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Arguably, economics stands at the very center of the complex web of the current climate crisis. Many options exist for interrupting the exhaustive downward ecological spiral caused by global consumer demand and patterns of consumption. EcoCiv research begins with existing schools such as ecological economics and degrowth, seeking to resolve areas of disagreement and formulate overlap areas based on what the economic structures and policies of a sustainable civilization would have to look like.

Consultations Held:

Economics Consultation #1

Our first Economics Consultation focused on discussions of the major options for sustainable economic practices. We use the phrase “economics toward ecological civilization” for this goal. EcoCiv does not advocate for a particular school or champion a single set of answers. Instead, we conduct research to better understand the major schools—environmental, ecological, and other economic models represented by those we interview—in order to formulate shared principles, emphasizing areas of consensus more than disagreement. Put differently, EcoCiv conducts pragmatic research in economics with the goal of finding common ground (a basis for collaborative action), rather than advocating a particular school or thinker to the exclusion of all others.

October 25-26, 2015
Interviews & Conversations with:

  • Joseph Prabhu (Cal State LA)
  • David Korten (Harvard Business School)
  • Julie Nelson (University of Massachusetts Boston)
  • David Barkin (Universidad Autónoma Metropolitana in México City)
  • Giorgos Kallis (SOAS University of London)
  • Peter Victor (York University)
  • Patricia Perkins (York University)
  • Eric Pineault (Université du Québec à Montréal

Economics Consultation #2

After the first consultation on economics, we realized that the central importance and massive scope of the topic required an additional consultation. In our second Economics Consultation, we attempted to fill some of the gaps left after our initial consultation (schools of thought that weren’t represented, key voices not heard, etc.).

April 3-4, 2016
Interviews & Conversation with:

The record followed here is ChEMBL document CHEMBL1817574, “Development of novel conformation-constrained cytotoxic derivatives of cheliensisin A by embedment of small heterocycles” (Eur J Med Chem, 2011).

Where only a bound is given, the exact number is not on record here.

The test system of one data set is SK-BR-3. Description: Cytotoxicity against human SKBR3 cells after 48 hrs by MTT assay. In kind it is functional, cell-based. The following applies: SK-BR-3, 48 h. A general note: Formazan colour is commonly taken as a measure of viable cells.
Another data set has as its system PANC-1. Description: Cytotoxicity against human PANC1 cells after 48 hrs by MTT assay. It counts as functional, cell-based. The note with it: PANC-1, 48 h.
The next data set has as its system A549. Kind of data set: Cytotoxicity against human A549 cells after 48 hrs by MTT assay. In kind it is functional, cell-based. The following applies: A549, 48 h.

• Jonathan Harris (Tufts University)
  • Sabine O’Hara  (UDC)
  • Josh Farley (Gund Institute at U Vermont)
  • Mark Sagoff (George Mason University, Breakthrough Institute)
  • Robert Costanza (Australian National University)
  • Richard Norgaard (UC Berkeley)
  • Brian Czech (Center for the Advancement of the Steady State Economy)
  • Emanuele Campiglio (London School of Economics)
  • Peter G. Brown (McGill University)
  • Susan Witt and Alice Maggio (Schumacher Center for a New Economics)
  • Gar Alperovitz (Democracy Collaborative)

Many groups are already doing great work on alternative economic models. Here are some examples:


Local Economies Project and Wild Earth

Sometimes it takes a network of partners to bring about real innovations. Here we feature a partnership among EcoLabs that combines innovations in farming, education, and local economies.

The Local Economies Project (LEP) —   supports ecological farming, food justice, local stewardship, and food economy. The mission statement expresses the primary goals:

Our mission at Local Economies Project is to build an equitable and ecologically resilient food system in Hudson Valley. Through program development, grant funding, and convening partners across the region, we are fostering the food and farming economy and its capacity to nurture the natural environment and serve our communities.

The Local Economies Project supports the work of local food companies in a variety of ways. For example, LEP provides low-interest loans to a variety of small businesses that grow food and produce local beverages. By creating a “hub” of local farms, they offer a model for supporting small, ecologically oriented farming around the country. They write: